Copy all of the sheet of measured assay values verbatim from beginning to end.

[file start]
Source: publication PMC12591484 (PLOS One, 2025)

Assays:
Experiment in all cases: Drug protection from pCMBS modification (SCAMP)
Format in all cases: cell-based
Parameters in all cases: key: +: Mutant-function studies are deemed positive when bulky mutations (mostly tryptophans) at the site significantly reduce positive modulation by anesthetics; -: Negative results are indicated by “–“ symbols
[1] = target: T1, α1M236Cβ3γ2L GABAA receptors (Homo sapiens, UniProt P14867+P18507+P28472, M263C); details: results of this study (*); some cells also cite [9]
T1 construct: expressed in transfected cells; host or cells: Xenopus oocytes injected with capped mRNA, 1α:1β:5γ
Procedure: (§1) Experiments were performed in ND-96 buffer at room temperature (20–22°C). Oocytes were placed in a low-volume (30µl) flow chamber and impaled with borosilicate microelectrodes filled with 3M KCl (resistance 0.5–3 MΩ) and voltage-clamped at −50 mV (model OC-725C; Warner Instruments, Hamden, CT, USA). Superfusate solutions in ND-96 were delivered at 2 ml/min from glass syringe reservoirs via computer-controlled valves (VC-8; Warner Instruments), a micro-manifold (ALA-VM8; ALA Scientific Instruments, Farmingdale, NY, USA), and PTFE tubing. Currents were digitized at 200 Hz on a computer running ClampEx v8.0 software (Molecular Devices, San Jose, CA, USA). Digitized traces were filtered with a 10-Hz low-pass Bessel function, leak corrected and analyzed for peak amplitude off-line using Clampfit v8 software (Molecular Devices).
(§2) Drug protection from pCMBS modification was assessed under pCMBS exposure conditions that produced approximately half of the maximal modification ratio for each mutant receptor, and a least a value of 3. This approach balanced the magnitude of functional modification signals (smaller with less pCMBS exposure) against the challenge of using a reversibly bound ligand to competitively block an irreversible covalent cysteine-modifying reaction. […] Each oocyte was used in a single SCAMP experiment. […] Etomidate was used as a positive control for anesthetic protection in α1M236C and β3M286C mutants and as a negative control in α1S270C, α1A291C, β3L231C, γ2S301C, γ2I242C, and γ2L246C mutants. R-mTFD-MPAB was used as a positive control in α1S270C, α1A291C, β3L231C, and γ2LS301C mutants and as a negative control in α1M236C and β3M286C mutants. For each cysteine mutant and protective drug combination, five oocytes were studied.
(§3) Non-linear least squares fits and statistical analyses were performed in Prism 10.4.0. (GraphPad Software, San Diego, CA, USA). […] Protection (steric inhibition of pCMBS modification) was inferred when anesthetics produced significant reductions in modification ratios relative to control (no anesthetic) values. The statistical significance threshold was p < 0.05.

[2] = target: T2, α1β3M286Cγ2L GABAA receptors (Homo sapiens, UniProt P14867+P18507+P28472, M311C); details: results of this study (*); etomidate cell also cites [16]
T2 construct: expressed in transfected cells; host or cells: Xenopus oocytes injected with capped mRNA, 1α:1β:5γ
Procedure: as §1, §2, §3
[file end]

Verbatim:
Source: publication PMC12591484 (PLOS One, 2025)

Assays:
Experiment in all cases: Drug protection from pCMBS modification (SCAMP)
Format in all cases: cell-based
Parameters in all cases: key: +: Mutant-function studies are deemed positive when bulky mutations (mostly tryptophans) at the site significantly reduce positive modulation by anesthetics; -: Negative results are indicated by “–“ symbols
[1] = target: T1, α1M236Cβ3γ2L GABAA receptors (Homo sapiens, UniProt P14867+P18507+P28472, M263C); details: results of this study (*); some cells also cite [9]
T1 construct: expressed in transfected cells; host or cells: Xenopus oocytes injected with capped mRNA, 1α:1β:5γ
Procedure: (§1) Experiments were performed in ND-96 buffer at room temperature (20–22°C). Oocytes were placed in a low-volume (30µl) flow chamber and impaled with borosilicate microelectrodes filled with 3M KCl (resistance 0.5–3 MΩ) and voltage-clamped at −50 mV (model OC-725C; Warner Instruments, Hamden, CT, USA). Superfusate solutions in ND-96 were delivered at 2 ml/min from glass syringe reservoirs via computer-controlled valves (VC-8; Warner Instruments), a micro-manifold (ALA-VM8; ALA Scientific Instruments, Farmingdale, NY, USA), and PTFE tubing. Currents were digitized at 200 Hz on a computer running ClampEx v8.0 software (Molecular Devices, San Jose, CA, USA). Digitized traces were filtered with a 10-Hz low-pass Bessel function, leak corrected and analyzed for peak amplitude off-line using Clampfit v8 software (Molecular Devices).
(§2) Drug protection from pCMBS modification was assessed under pCMBS exposure conditions that produced approximately half of the maximal modification ratio for each mutant receptor, and a least a value of 3. This approach balanced the magnitude of functional modification signals (smaller with less pCMBS exposure) against the challenge of using a reversibly bound ligand to competitively block an irreversible covalent cysteine-modifying reaction. […] Each oocyte was used in a single SCAMP experiment. […] Etomidate was used as a positive control for anesthetic protection in α1M236C and β3M286C mutants and as a negative control in α1S270C, α1A291C, β3L231C, γ2S301C, γ2I242C, and γ2L246C mutants. R-mTFD-MPAB was used as a positive control in α1S270C, α1A291C, β3L231C, and γ2LS301C mutants and as a negative control in α1M236C and β3M286C mutants. For each cysteine mutant and protective drug combination, five oocytes were studied.
(§3) Non-linear least squares fits and statistical analyses were performed in Prism 10.4.0. (GraphPad Software, San Diego, CA, USA). […] Protection (steric inhibition of pCMBS modification) was inferred when anesthetics produced significant reductions in modification ratios relative to control (no anesthetic) values. The statistical significance threshold was p < 0.05.

[2] = target: T2, α1β3M286Cγ2L GABAA receptors (Homo sapiens, UniProt P14867+P18507+P28472, M311C); details: results of this study (*); etomidate cell also cites [16]
T2 construct: expressed in transfected cells; host or cells: Xenopus oocytes injected with capped mRNA, 1α:1β:5γ
Procedure: as §1, §2, §3